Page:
Safety Resources For K-12, Higher Education, Commercial, Or Non-Profit Laboratories

Safety-related publications, audio-visual materials, safety posters, and more are available on the website’s Resources and Shop pages (including the free Laboratory Safety Guidelines publication and the 3-volume series Learning by Accident).

Online Classes With Certificates And Continuing Education Credits

The Laboratory Safety Institute currently offers a variety of courses, including this online lab safety series:

1. How to be a more Effective Chemical Hygiene Officer
2. Introduction to Lab Safety (1-day)
3. Extended Lab Safety (2-days)
4. Comprehensive Lab Safety (3-days)

Certificates of achievement are awarded to all who pass course exams. Course participants can earn graduate academic credit via an affiliation with the University of San Diego.

Online Safety Seminars

A Prudent Practices Roundtable safety seminar is available for viewing or listening on the website.

Virtual On-Site Lab Facility Audits/Evaluations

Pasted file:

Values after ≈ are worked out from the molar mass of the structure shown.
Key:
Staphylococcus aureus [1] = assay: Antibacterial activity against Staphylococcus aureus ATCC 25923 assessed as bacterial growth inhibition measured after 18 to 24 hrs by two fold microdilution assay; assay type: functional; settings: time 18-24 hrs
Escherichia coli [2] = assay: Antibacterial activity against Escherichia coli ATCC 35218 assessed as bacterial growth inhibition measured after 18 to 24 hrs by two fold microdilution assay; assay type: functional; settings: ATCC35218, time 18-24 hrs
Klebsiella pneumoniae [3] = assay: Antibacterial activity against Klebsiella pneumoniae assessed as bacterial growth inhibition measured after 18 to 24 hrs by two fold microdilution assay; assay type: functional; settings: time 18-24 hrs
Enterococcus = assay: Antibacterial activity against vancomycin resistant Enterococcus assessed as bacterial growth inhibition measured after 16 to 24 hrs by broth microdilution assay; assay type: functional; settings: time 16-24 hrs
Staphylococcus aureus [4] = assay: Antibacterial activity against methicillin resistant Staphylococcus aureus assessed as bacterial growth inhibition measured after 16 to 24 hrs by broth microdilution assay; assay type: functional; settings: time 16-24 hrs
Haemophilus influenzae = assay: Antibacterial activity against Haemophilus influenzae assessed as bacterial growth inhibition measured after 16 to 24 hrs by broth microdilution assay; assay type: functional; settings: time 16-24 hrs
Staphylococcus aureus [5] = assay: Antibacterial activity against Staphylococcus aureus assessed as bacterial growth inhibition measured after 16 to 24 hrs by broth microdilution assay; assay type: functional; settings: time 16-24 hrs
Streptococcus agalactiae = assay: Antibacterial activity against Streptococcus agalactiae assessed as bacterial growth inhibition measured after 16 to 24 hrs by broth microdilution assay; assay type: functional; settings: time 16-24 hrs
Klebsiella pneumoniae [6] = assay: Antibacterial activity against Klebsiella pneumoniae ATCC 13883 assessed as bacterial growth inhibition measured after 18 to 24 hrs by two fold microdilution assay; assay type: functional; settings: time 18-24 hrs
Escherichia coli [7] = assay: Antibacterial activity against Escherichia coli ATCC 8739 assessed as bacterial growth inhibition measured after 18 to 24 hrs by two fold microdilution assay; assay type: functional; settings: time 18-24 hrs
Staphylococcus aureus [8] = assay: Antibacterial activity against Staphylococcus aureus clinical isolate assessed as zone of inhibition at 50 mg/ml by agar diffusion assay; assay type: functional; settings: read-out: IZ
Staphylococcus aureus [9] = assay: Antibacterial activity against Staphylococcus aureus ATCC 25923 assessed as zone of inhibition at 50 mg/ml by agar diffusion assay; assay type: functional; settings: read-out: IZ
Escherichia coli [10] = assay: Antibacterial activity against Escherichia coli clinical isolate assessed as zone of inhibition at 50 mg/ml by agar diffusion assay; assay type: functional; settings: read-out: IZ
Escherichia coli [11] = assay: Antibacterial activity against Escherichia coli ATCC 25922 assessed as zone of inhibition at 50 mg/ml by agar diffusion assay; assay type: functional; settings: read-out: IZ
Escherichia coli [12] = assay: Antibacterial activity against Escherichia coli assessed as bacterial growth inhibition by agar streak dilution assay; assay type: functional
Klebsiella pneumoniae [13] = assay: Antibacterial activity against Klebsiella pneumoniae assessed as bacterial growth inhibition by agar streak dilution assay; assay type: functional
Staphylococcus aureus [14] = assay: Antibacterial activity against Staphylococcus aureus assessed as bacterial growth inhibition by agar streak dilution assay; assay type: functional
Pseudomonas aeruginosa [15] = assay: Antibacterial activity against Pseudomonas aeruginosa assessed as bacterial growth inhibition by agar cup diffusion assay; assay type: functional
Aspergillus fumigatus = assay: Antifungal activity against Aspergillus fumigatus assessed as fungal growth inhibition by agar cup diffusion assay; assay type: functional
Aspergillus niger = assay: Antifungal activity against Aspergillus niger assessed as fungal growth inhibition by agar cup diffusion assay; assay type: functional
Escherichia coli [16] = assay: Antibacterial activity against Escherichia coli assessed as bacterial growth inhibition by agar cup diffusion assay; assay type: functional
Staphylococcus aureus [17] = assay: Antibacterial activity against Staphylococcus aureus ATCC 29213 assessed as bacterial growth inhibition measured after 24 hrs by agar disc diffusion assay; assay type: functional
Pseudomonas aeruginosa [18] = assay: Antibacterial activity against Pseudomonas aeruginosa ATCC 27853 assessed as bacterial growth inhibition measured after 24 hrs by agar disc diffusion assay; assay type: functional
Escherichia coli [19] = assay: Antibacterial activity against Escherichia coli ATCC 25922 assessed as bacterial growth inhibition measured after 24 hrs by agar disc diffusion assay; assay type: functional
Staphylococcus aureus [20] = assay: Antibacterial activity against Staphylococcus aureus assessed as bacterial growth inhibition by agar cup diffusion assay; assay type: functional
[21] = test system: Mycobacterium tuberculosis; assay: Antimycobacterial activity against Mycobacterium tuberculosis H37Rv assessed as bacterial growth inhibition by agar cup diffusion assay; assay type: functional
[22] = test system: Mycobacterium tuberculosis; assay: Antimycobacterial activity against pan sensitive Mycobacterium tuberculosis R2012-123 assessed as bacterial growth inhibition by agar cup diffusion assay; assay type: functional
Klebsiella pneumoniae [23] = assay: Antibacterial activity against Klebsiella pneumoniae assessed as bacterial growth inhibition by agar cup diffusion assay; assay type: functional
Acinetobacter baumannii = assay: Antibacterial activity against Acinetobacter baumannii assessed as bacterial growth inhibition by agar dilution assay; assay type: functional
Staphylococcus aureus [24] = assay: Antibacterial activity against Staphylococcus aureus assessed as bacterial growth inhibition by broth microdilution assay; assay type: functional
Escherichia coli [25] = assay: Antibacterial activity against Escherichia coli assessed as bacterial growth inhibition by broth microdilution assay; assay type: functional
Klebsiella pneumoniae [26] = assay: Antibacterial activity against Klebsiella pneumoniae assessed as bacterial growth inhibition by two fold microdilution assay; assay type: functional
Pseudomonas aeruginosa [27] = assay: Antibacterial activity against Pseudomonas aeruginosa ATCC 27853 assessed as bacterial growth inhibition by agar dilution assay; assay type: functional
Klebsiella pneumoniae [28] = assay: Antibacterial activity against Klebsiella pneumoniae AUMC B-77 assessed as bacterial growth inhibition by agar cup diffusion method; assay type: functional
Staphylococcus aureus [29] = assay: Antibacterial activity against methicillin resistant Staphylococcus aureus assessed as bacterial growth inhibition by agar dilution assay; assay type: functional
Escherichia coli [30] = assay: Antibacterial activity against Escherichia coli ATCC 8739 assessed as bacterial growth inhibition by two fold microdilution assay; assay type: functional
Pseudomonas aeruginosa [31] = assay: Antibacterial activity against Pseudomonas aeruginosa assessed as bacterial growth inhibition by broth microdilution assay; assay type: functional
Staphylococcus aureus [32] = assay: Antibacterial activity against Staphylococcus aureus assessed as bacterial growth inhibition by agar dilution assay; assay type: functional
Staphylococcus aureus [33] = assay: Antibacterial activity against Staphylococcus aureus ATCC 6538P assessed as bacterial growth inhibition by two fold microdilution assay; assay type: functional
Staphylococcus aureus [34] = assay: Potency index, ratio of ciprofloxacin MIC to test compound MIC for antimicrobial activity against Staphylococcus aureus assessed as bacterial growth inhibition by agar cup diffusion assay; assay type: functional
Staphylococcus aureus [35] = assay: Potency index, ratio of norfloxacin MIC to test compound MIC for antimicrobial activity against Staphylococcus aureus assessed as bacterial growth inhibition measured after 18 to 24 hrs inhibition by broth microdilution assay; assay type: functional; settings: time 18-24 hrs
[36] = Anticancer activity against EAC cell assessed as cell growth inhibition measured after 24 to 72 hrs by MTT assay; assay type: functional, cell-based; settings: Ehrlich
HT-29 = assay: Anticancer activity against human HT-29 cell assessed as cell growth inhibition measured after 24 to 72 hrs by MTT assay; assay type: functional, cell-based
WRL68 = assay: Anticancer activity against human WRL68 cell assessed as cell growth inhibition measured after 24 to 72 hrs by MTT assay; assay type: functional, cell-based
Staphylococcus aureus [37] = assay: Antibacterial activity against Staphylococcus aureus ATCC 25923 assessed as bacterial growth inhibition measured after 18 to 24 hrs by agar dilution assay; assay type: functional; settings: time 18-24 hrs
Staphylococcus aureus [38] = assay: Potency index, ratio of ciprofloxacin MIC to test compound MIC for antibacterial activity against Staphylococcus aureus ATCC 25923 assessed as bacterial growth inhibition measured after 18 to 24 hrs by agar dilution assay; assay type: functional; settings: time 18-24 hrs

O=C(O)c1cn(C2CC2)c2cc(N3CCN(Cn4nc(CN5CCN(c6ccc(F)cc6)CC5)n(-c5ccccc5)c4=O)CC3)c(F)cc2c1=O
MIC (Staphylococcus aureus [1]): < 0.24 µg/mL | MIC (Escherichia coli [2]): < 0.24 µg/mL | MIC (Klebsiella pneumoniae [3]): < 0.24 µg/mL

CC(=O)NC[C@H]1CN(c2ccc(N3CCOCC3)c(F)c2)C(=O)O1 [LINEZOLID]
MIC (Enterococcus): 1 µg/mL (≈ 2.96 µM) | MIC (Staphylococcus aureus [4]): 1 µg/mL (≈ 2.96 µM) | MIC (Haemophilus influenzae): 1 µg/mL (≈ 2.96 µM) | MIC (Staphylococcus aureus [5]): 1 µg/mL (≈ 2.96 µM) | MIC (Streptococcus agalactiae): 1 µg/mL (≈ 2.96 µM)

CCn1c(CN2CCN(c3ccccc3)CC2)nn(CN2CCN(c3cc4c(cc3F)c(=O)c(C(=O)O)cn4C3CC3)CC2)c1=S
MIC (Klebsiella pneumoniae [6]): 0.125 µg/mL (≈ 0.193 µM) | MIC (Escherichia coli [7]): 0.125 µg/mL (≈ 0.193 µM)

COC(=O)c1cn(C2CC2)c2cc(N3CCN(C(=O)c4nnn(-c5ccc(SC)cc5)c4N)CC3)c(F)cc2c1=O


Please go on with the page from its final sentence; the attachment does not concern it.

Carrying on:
Virtual lab safety audits and site evaluations (due to the pandemic, these are now done virtually). Recent clients include an oil refinery and a community college.

Safety Documents Reviews And Evaluations

Evaluation of safety programs and safety protocol documents, including a complimentary “wellness check” evaluation (with 10 tips) of chemical hygiene plans submitted by lab managers and administrators.

Consultations

The Laboratory Safety Institute also engages directly with both academic institutions and non-academic organizations to provide educational consultation services, including facilities audits, program evaluations, reviews of safety documents, and more.

Expert Witness Services

A few times a year, the Laboratory Safety Institute is called on to provide expert testimony in lab safety-related litigation proceedings.

Jim reminds us that while the Laboratory Safety Institute offers many products and services at low cost (or even for free) the success of the programs depends greatly on the generous support of the lab community – in the form of membership dues, volunteer service, charitable contributions, financial grants and more. Members receive additional safety resources at no charge.